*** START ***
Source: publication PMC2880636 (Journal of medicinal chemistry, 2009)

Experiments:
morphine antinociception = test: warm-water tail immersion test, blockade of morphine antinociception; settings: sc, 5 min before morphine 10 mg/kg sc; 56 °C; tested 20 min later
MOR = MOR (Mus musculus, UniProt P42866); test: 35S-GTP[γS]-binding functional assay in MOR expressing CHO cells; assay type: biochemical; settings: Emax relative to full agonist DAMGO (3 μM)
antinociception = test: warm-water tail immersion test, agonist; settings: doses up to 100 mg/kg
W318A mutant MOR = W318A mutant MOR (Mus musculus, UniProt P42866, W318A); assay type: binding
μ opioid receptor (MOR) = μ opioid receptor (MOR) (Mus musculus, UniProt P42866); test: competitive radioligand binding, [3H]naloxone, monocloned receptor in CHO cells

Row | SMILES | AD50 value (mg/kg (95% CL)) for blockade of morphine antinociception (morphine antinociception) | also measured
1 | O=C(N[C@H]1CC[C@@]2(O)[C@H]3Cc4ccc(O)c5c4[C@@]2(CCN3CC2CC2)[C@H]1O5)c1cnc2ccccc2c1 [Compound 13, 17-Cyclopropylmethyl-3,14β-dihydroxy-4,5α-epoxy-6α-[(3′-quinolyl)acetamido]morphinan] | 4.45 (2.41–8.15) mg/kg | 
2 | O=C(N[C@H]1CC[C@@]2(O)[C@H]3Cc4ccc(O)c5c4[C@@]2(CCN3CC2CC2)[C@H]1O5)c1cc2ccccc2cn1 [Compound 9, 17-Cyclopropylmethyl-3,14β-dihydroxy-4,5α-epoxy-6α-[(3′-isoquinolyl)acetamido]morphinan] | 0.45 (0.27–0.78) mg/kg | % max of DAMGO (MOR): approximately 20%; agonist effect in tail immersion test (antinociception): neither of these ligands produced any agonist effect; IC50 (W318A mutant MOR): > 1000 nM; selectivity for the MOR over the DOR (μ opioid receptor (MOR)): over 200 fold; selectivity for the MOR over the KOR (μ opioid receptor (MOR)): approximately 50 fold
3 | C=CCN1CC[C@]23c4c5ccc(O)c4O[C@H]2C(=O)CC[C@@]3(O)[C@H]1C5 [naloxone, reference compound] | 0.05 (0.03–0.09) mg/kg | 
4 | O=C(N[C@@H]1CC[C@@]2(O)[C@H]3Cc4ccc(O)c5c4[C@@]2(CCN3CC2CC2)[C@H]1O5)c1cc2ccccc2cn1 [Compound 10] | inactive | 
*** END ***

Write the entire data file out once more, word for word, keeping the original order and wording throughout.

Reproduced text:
Source: publication PMC2880636 (Journal of medicinal chemistry, 2009)

Experiments:
morphine antinociception = test: warm-water tail immersion test, blockade of morphine antinociception; settings: sc, 5 min before morphine 10 mg/kg sc; 56 °C; tested 20 min later
MOR = MOR (Mus musculus, UniProt P42866); test: 35S-GTP[γS]-binding functional assay in MOR expressing CHO cells; assay type: biochemical; settings: Emax relative to full agonist DAMGO (3 μM)
antinociception = test: warm-water tail immersion test, agonist; settings: doses up to 100 mg/kg
W318A mutant MOR = W318A mutant MOR (Mus musculus, UniProt P42866, W318A); assay type: binding
μ opioid receptor (MOR) = μ opioid receptor (MOR) (Mus musculus, UniProt P42866); test: competitive radioligand binding, [3H]naloxone, monocloned receptor in CHO cells

Row | SMILES | AD50 value (mg/kg (95% CL)) for blockade of morphine antinociception (morphine antinociception) | also measured
1 | O=C(N[C@H]1CC[C@@]2(O)[C@H]3Cc4ccc(O)c5c4[C@@]2(CCN3CC2CC2)[C@H]1O5)c1cnc2ccccc2c1 [Compound 13, 17-Cyclopropylmethyl-3,14β-dihydroxy-4,5α-epoxy-6α-[(3′-quinolyl)acetamido]morphinan] | 4.45 (2.41–8.15) mg/kg | 
2 | O=C(N[C@H]1CC[C@@]2(O)[C@H]3Cc4ccc(O)c5c4[C@@]2(CCN3CC2CC2)[C@H]1O5)c1cc2ccccc2cn1 [Compound 9, 17-Cyclopropylmethyl-3,14β-dihydroxy-4,5α-epoxy-6α-[(3′-isoquinolyl)acetamido]morphinan] | 0.45 (0.27–0.78) mg/kg | % max of DAMGO (MOR): approximately 20%; agonist effect in tail immersion test (antinociception): neither of these ligands produced any agonist effect; IC50 (W318A mutant MOR): > 1000 nM; selectivity for the MOR over the DOR (μ opioid receptor (MOR)): over 200 fold; selectivity for the MOR over the KOR (μ opioid receptor (MOR)): approximately 50 fold
3 | C=CCN1CC[C@]23c4c5ccc(O)c4O[C@H]2C(=O)CC[C@@]3(O)[C@H]1C5 [naloxone, reference compound] | 0.05 (0.03–0.09) mg/kg | 
4 | O=C(N[C@@H]1CC[C@@]2(O)[C@H]3Cc4ccc(O)c5c4[C@@]2(CCN3CC2CC2)[C@H]1O5)c1cc2ccccc2cn1 [Compound 10] | inactive | 